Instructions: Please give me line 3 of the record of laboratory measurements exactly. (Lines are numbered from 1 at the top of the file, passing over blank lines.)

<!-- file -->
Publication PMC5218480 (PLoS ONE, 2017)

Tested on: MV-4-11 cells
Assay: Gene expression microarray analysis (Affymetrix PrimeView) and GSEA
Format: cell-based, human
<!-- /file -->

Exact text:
Assay: Gene expression microarray analysis (Affymetrix PrimeView) and GSEA